As Disney+ releases the six episodes of "Ms. Marvel" this summer, POPSUGAR has exclusive interviews with the cast and creators about making the show come to life. This week, additional photography production designer Natasha Gerasimova chats with POPSUGAR about episode five, "Time and Again."
Natasha Gerasimova joined the "Ms. Marvel" team pretty late into the process. The show had already been filmed and edited, and the creative team was planning reshoots. Gerasimova tells POPSUGAR that when she came on board, there was a meeting of the minds to evaluate what needed to change to improve the show.
Gerasimova says the scope of the changes the show's creative team wanted to implement was extensive, so they had to be strategic about what could be re-edited and what they actually needed to reshoot. "The reshoots were pretty massive, so there was quite a big script restructuring, and a lot of episodes were reshuffled, and a lot of new sets were added," she said. "We got to build and create whole new sets during reshoots, which is not always the case." Christopher Glass served as the production designer during principal photography.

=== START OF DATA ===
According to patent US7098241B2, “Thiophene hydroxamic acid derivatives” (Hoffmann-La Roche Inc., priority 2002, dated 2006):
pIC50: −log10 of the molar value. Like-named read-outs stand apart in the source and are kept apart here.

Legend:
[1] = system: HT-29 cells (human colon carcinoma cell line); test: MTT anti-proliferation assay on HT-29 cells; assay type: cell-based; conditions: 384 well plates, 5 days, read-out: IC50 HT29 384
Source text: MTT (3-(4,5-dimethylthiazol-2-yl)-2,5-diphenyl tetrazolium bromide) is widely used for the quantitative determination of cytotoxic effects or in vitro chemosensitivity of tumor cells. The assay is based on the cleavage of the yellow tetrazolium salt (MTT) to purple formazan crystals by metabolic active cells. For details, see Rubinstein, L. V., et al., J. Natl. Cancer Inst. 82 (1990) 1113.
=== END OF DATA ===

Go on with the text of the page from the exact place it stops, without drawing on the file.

"It is very different from many other Marvel projects because it has this very reality, rooted feel to it."
And that presented some major challenges, because all the scenes requiring new sets were focused in India and Pakistan. Initially, those scenes had been filmed on location in Thailand. But all the reshoots would be done in Atlanta during the winter. "Finding locations that would work, matching them to the existing locations that were already shot was incredibly challenging," she says. "Think about matching the color of a building. We had to pick up one of the pieces that was shot in a backlot Thailand studio, and the buildings were already painted the color that they are. In order to match that color without having any information, it's kind of a crapshoot." Plus, the art team and set directors who worked on the shoot in Thailand weren't involved in reshoots.